Summary

The vitriol suffered by our female leaders, both in the U.S. and elsewhere, reflects misogynistic and xenophobic threads in our society going back decades. What’s new is the rapid acceleration of this violent rhetoric caused by the rising influence of women, social media and the lowering of standards of acceptable political discourse by extremist politicians and media figures.

We need to make reversing the threats against women leaders an urgent priority— right now. Some steps that might help:

  • Social media crackdown — Like COVID disinformation control efforts, greater emphasis should be placed on threatening behavior on social media (against all genders). One simple change, that seems obvious, would be to force social media account holders to use their true names.
  • Report threatening behavior on social media platforms.
  • Hold elected officials accountable not only for their own behavior, but to strengthen laws against threats and violence towards women.

Perhaps it’s appropriate that I’m writing this on International Women’s Day. It’s a time to celebrate women in the many roles they play in our lives and society. However, it’s also a time to have a clear-eyed focus on the continued threats against women in political leadership and fight against them. The continued positive influence of women in our politics depends on it.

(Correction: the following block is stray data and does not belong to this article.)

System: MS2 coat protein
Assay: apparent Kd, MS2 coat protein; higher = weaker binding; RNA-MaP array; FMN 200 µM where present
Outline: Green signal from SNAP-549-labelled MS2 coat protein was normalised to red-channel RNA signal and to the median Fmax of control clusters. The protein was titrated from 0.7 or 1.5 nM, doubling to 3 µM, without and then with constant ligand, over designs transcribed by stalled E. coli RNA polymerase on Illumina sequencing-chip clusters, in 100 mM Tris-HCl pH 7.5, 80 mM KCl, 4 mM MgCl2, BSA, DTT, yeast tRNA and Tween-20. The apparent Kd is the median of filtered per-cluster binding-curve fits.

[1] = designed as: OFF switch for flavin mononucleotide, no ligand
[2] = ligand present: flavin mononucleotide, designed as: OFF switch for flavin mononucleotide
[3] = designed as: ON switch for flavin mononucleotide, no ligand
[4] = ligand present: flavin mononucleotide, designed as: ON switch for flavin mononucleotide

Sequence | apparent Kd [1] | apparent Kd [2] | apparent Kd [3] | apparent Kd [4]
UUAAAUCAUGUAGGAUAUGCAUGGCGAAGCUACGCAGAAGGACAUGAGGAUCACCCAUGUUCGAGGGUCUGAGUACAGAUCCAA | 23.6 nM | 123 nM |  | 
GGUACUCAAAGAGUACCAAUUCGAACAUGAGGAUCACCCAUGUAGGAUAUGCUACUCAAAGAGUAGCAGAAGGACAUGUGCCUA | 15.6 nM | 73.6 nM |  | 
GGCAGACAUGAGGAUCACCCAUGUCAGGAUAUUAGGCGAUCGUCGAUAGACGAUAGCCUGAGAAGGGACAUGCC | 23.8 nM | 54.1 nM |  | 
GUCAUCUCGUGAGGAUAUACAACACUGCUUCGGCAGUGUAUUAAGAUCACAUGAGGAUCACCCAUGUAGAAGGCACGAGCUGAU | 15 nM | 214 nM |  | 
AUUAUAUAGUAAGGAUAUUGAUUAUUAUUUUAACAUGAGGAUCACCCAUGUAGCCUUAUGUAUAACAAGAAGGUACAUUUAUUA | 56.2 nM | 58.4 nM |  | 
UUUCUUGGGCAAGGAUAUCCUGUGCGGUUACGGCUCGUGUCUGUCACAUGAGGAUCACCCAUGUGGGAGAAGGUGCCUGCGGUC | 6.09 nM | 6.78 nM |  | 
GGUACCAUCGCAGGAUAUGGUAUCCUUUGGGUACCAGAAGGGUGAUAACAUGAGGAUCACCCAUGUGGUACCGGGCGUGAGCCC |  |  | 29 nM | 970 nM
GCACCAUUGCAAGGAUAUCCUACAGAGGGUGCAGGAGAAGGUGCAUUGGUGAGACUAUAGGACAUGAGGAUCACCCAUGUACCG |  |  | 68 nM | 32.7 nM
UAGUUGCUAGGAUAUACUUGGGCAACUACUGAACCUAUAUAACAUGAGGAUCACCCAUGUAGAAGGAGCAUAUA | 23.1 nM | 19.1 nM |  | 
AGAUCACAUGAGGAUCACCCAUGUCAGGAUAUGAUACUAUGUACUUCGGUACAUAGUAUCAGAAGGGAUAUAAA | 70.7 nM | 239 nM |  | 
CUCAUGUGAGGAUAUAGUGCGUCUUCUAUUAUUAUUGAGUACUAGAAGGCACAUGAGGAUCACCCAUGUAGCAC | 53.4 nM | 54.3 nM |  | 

Hope for Democracy?

Bad week in Trumpland signals hope for American democracy

Written by Austin Sarat and Dennis Aftergut and published in The Hill 8/2/2021

Photo by Rodrigo Souza on Pexels.com

The last five years’ deluge of disinformation and discord make it easy to lose faith in democracy, something never helpful to preserving it. Just when many lamented the Republican pilgrimages to Mar-a-Lago as signs of Trump’s iron-fisted hold on his party, his control visibly faltered last week. Earlier polling had already shown a slip.

Still, Trump’s bad week does not mean that it’s time for foes of authoritarianism to rejoice or for anyone to assume that American democracy is out of danger.

A loosening of Trump’s influence and new steps toward holding him accountable will mean little unless current efforts to enact the For the People Act, or a Manchin-style revision, can cross the goal line. As importantly, Congress needs to adopt the June 21 Senate bill to stop election subversion.